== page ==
Wednesday, September 14, 2011


Yes, the blog sits here like a faithful dog, waiting by the door, waiting for me to come back. Blogs...mans second best friend. :)

Thought I would just give a brief update. I haven't forgotten about this place, I've just been trying to make up for a crappy first 6 months to the year.

Anyway, FORSAKEN SOULS slowly makes its way through a third draft. I realized I have some really good stuff in there but my presentation was poor and needed to be re-worked.

It got to the point of being gibberish so I took a break from it and have nearly completed an introductory rpg, DEEP DELVE, that took me out of my comfort zone and into a more open concept behind design methods. It has been a good learning experience.

Meant to expose non-players to the concepts of role-playing without scaring them off with pages of math and phrases that are alien to them, the mechanics are simple but if a new player leaves and can sit down at another game table and have at least a basic understanding of language and general concepts in role-playing then I will feel like I have done my job.

And realizing that maybe I'm not cut out to be a full time designer I am shifting over to a format that I am much more comfortable with-the ezine. With pdf publishing allowing me to do things I have never had the chance to do with older formats I look forward to being able to cover what is turning out to be a very vibrant scene that is growing so fast that it's becoming tough to keep up with.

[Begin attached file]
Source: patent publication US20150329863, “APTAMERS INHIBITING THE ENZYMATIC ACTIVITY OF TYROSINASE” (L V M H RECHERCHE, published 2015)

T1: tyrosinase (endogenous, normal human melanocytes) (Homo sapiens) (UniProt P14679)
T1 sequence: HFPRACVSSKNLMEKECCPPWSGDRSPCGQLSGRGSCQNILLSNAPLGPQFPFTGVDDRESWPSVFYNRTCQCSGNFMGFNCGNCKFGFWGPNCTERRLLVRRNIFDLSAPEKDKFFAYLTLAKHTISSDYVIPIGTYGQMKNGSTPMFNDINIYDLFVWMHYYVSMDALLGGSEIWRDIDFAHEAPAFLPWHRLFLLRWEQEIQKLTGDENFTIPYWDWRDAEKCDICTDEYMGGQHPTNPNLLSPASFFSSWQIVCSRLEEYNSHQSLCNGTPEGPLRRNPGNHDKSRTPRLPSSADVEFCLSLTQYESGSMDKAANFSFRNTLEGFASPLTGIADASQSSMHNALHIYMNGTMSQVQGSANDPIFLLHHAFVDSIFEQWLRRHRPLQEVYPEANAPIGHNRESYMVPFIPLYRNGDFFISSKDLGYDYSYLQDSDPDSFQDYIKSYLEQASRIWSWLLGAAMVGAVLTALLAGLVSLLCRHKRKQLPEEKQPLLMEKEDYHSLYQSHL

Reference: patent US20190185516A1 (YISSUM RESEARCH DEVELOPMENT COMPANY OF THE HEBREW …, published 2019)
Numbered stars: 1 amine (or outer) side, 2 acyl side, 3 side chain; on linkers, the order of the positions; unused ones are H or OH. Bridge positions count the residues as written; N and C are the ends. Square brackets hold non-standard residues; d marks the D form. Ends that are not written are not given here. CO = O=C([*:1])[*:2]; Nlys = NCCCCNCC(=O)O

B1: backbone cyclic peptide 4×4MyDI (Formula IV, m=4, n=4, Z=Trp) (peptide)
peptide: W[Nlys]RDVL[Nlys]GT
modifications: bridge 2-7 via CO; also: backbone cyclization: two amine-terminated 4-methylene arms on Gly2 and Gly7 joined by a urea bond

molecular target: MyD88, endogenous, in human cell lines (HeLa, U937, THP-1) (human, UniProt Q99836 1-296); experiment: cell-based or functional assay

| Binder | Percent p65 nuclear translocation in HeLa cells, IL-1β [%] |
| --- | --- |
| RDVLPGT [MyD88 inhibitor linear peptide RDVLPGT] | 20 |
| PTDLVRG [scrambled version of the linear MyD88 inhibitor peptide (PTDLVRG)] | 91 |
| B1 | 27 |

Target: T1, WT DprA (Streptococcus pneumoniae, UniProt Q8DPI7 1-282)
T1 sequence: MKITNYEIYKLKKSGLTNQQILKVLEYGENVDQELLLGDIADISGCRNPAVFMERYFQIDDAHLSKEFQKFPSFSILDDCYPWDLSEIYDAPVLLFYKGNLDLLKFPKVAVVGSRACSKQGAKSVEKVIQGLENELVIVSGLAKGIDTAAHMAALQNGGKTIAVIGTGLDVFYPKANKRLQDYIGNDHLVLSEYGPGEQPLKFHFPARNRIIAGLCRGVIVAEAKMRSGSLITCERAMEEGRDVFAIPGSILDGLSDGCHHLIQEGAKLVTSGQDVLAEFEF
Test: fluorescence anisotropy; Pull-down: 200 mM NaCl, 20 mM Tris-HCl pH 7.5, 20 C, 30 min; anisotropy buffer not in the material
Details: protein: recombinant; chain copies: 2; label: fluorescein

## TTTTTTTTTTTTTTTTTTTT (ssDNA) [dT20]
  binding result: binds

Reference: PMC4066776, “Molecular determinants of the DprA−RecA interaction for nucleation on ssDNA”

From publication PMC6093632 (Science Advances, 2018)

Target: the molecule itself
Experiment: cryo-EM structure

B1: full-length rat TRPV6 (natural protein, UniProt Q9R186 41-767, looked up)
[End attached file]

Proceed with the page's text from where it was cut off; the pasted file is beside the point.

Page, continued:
So CLASSIC REALMS OF ADVENTURE (which is also the name of the blog that will be the zines home base along with other projects like DEEP DELVE) will start off with an open ended publishing schedule (eventually settling into a weekly format) with a page count ranging between 32 and 128 pages (the wide range allows for a lot of wiggle room-I see the base model being a 64 page weekly but don't want to back myself into a corner).

It will cover news, previews, new releases and contain game content as well, along with 'guides' to various parts of the hobby like the emergence of 'Weird' and 'Swords & Spaceships' or what I call 'The John Carter Template'. Since blogs play a key role in this community I will be highlighting not only great posts but series that may span multiple posts or blogs and taking a lesson from Rob MacDougall I will go Paleo-Blogging, highlighting older posts from the more established blogs that might have been overlooked by new readers.

I just know that I miss the weekly update from The Underdark Gazette and want to do something that not only is of use to me but can hopefully provide others with a portable one stop mobile medium that can be carried around and read easily where ever you go.

So, please email me if I miss something or if you have a new release or news in general to include. I look forward to an overflowing inbox :)

Ok, next cup of coffee and back to it.

Till next time...

Sunday, September 11, 2011

Obituary for Michael S. Hart (1947-2011)

The founder of Project Gutenberg and creator of the ebook has died.

I was stunned. This didn't even make the news...sad times we live in indeed:

Michael S. Hart

From Project Gutenberg, the first producer of free ebooks.

Obituary for Michael Stern Hart

Michael Stern Hart was born in Tacoma, Washington on March 8, 1947. He died on September 6, 2011 in his home in Urbana, Illinois, at the age of 64. His is survived by his mother, Alice, and brother, Bennett. Michael was an Eagle Scout (Urbana Troop 6 and Explorer Post 12), and served in the Army in Korea during the Vietnam era.